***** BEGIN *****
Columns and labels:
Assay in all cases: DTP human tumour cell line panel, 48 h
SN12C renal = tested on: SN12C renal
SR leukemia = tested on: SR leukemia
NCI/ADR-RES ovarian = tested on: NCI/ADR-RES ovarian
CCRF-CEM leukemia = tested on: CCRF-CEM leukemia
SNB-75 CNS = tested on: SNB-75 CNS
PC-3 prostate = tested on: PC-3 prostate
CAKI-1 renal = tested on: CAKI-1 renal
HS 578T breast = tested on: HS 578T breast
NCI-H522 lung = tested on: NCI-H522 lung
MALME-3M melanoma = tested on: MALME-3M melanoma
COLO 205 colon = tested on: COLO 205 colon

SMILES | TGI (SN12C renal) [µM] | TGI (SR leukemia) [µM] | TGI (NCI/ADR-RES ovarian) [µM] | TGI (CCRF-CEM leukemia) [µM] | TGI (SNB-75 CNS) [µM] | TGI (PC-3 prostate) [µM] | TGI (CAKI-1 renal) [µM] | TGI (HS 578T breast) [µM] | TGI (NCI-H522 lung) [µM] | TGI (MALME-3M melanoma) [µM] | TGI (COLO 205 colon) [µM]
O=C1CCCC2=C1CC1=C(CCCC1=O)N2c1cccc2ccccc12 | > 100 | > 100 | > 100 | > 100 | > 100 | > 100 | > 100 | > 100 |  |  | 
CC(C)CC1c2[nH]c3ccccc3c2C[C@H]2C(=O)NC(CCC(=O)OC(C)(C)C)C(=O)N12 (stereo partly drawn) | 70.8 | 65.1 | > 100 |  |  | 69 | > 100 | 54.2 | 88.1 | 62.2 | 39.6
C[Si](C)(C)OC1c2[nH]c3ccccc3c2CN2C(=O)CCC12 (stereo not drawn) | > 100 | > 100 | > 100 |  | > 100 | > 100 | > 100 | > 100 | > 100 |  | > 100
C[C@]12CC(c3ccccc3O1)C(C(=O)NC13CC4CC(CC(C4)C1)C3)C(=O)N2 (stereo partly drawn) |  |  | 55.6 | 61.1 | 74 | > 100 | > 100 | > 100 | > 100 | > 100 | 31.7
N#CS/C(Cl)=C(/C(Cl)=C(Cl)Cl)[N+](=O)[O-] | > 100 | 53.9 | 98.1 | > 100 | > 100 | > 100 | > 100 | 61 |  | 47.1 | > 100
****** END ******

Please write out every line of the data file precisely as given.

Columns and labels:
Assay in all cases: DTP human tumour cell line panel, 48 h
SN12C renal = tested on: SN12C renal
SR leukemia = tested on: SR leukemia
NCI/ADR-RES ovarian = tested on: NCI/ADR-RES ovarian
CCRF-CEM leukemia = tested on: CCRF-CEM leukemia
SNB-75 CNS = tested on: SNB-75 CNS
PC-3 prostate = tested on: PC-3 prostate
CAKI-1 renal = tested on: CAKI-1 renal
HS 578T breast = tested on: HS 578T breast
NCI-H522 lung = tested on: NCI-H522 lung
MALME-3M melanoma = tested on: MALME-3M melanoma
COLO 205 colon = tested on: COLO 205 colon

SMILES | TGI (SN12C renal) [µM] | TGI (SR leukemia) [µM] | TGI (NCI/ADR-RES ovarian) [µM] | TGI (CCRF-CEM leukemia) [µM] | TGI (SNB-75 CNS) [µM] | TGI (PC-3 prostate) [µM] | TGI (CAKI-1 renal) [µM] | TGI (HS 578T breast) [µM] | TGI (NCI-H522 lung) [µM] | TGI (MALME-3M melanoma) [µM] | TGI (COLO 205 colon) [µM]
O=C1CCCC2=C1CC1=C(CCCC1=O)N2c1cccc2ccccc12 | > 100 | > 100 | > 100 | > 100 | > 100 | > 100 | > 100 | > 100 |  |  | 
CC(C)CC1c2[nH]c3ccccc3c2C[C@H]2C(=O)NC(CCC(=O)OC(C)(C)C)C(=O)N12 (stereo partly drawn) | 70.8 | 65.1 | > 100 |  |  | 69 | > 100 | 54.2 | 88.1 | 62.2 | 39.6
C[Si](C)(C)OC1c2[nH]c3ccccc3c2CN2C(=O)CCC12 (stereo not drawn) | > 100 | > 100 | > 100 |  | > 100 | > 100 | > 100 | > 100 | > 100 |  | > 100
C[C@]12CC(c3ccccc3O1)C(C(=O)NC13CC4CC(CC(C4)C1)C3)C(=O)N2 (stereo partly drawn) |  |  | 55.6 | 61.1 | 74 | > 100 | > 100 | > 100 | > 100 | > 100 | 31.7
N#CS/C(Cl)=C(/C(Cl)=C(Cl)Cl)[N+](=O)[O-] | > 100 | 53.9 | 98.1 | > 100 | > 100 | > 100 | > 100 | 61 |  | 47.1 | > 100